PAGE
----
This article was written by Susan Barkman as part of our AARP Livable Communities series. Susan is the Assistant to the City Manager in Royal Oak, Michigan and the staff liaison for the task force working on Royal Oak’s Livable Communities plan through the AARP. Connect with Susan on Twitter, LinkedIn, or Email.
Earlier this year I had the great opportunity to start working for the city of Royal Oak, Michigan. We are a suburb of Detroit with just under 60,000 people. Like many cities, we anticipate a growing number of seniors in the decades ahead. In 2019 the city of Royal Oak applied to the AARP’s Livable Communities program and started to work on a plan.
If you aren’t familiar with the AARP’s model, it is a 5-year plan with year 1 focusing on collecting data, year 2 is diving into setting up the action plan and then years 3-5 are all about getting it done. All of this work is moving your community toward identifying and implementing things that make it easier for senior residents to age in place or within the community. Each plan is unique based on the needs of the community that created it and their local context.
Our efforts seemed to have gotten through the first year pretty well. We were able to complete focus groups, the AARP’s aspirations sheets, as well as a survey all within a year. Together these tools gave us some ideas of what the community wanted to see changed and some areas had some stronger themes.
As we were beginning to pivot to the second year the pandemic hit, and we have some staffing changes. This project ended up being paused for about the first year of the pandemic. As restrictions eased and groups were interested in meeting again, I was hired, and it took me a few moments to get my feet under me with this one. I had not worked on senior issues much and didn’t know anything about how this planning process.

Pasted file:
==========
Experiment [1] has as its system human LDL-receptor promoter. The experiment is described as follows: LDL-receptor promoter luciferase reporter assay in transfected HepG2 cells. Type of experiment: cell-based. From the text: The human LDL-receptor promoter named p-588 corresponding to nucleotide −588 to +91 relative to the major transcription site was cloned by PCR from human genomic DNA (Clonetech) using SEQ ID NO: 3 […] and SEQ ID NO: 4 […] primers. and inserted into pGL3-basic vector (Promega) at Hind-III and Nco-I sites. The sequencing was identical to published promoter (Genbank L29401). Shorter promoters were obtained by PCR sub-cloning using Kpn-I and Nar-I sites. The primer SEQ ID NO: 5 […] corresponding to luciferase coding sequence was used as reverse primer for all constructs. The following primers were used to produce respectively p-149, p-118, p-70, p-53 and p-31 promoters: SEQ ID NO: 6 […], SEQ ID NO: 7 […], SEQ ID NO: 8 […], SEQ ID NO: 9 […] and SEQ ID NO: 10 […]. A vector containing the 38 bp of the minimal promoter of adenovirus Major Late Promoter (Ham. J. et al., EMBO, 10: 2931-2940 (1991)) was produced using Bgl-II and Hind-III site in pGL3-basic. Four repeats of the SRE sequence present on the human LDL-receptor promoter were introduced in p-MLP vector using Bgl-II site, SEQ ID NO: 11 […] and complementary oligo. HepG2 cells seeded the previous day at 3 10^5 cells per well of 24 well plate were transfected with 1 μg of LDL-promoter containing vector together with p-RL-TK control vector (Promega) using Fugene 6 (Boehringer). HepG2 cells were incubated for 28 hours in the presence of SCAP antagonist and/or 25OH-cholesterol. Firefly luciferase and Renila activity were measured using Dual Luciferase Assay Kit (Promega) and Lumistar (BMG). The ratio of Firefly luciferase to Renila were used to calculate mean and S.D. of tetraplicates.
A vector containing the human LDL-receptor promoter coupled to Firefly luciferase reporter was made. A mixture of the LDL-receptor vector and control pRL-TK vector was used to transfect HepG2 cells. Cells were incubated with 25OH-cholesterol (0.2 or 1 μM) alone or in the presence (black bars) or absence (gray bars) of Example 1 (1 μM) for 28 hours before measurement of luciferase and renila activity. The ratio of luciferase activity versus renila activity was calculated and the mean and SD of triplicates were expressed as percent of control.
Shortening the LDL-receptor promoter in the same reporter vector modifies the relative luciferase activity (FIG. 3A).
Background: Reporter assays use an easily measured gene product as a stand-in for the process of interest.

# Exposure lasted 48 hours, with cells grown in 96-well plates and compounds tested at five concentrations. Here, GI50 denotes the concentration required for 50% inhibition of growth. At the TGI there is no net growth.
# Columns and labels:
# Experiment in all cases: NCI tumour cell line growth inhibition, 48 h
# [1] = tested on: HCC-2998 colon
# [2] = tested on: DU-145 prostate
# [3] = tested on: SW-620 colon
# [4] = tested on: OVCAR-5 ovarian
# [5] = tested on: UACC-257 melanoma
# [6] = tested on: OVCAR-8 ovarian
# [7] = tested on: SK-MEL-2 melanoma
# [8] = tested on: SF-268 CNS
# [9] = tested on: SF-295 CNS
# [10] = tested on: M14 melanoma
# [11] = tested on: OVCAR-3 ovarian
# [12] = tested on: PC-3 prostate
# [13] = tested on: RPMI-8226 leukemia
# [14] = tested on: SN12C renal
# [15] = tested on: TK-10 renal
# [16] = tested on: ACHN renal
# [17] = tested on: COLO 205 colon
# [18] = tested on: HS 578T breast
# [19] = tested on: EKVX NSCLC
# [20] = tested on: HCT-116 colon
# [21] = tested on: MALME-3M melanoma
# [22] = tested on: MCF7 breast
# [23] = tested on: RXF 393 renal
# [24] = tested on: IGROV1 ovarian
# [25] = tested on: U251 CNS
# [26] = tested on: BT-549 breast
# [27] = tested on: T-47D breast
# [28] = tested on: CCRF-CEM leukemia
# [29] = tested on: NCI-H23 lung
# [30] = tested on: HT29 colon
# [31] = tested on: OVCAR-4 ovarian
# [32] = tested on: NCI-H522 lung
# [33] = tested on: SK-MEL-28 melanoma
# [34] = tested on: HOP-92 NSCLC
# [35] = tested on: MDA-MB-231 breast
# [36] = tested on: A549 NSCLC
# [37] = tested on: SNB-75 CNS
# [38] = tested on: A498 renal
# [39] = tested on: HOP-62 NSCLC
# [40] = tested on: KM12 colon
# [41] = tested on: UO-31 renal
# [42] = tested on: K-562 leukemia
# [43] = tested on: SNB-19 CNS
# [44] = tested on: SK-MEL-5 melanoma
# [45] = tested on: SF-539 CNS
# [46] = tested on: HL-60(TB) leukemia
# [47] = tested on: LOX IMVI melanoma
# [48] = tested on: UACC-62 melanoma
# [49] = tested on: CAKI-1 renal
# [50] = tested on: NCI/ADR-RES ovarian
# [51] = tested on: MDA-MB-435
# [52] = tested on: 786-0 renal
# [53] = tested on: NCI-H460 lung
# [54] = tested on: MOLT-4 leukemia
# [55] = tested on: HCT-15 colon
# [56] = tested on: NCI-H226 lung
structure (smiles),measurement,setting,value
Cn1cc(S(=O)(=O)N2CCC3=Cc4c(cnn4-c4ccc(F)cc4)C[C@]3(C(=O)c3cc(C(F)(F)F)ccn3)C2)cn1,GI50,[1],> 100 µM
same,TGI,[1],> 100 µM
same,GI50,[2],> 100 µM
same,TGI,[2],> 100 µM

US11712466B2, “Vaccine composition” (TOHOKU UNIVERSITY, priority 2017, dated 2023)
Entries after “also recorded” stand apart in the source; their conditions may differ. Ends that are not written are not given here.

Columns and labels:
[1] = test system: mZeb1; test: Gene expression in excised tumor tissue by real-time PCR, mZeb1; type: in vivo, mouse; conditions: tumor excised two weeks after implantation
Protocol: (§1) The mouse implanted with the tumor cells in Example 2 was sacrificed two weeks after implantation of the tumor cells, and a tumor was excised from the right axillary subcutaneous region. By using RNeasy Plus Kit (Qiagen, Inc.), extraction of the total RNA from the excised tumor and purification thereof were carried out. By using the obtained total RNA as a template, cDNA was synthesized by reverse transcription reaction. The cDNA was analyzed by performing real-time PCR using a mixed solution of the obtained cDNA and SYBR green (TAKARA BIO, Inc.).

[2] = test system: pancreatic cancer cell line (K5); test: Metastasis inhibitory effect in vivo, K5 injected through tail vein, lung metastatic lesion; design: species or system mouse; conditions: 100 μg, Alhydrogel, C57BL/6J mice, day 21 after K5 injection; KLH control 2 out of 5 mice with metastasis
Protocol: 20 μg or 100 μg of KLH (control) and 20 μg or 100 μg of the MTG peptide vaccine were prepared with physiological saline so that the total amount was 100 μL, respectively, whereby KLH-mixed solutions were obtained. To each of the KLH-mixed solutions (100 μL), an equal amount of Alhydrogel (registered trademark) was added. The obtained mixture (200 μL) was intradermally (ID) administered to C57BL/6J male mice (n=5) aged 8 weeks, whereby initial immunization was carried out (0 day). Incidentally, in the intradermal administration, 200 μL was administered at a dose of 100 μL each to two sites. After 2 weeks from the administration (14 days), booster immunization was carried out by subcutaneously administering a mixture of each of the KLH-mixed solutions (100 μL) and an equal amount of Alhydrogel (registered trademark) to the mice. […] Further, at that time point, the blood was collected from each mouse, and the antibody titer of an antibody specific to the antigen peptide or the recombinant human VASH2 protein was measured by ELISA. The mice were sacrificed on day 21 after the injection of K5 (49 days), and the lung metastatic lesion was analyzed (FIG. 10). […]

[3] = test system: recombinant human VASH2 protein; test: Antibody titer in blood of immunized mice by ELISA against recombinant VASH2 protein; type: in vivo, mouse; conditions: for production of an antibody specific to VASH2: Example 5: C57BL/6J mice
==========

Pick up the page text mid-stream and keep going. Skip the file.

The AARP developed a model that is easy to follow, very easy to tailor, and jump into for staff changes. As a believer in begging, borrowing, and stealing great practices, it was nice to have other communities with similar and different demographics, sizes, and political contexts and be able to see what they came up with. A few other nearby communities had done theirs previously, but not close enough that we could really evaluate opportunities for collaboration.
I was also glad that we completed a lot of the public engagement prior to the pandemic. We heard in our survey and focus groups that some seniors struggle with technology and need a lot of help to get things set up or maintained. The challenge of providing that support with limited resources, in-person availability, and the risks to seniors would have made hosting engagement tricky, especially in the early days. I think ultimately it would have limited the pool of participants to the most technologically savvy residents and skewed some of the results particularly when it comes to thinking about how they access services and communicate. As the pandemic goes on, I am curious to see how this changes for other cities. Did the pandemic force less-savvy residents to gain technology skills or did it leave people further behind? I am betting it is both and probably will leave us with more digital divide challenges in the future.
Another pleasant outcome for us is seeing opportunities for collaboration within our organization. A few other groups have been interested in looking at our data to learn more about what seniors think related to their issue. For example, a co-worker is working on a sustainability plan and sustainable transportation, so the information we gathered on transportation is helpful for them to know what challenges seniors are having, and what kind of transportation they would find the most helpful.
What I love most about this effort is the opportunity to really build a plan based on community interests, supported by community-based experts, and see meaningful changes and examination of issues. This dialogue helps decision-makers to hear from the community and ensure their support as useful resources.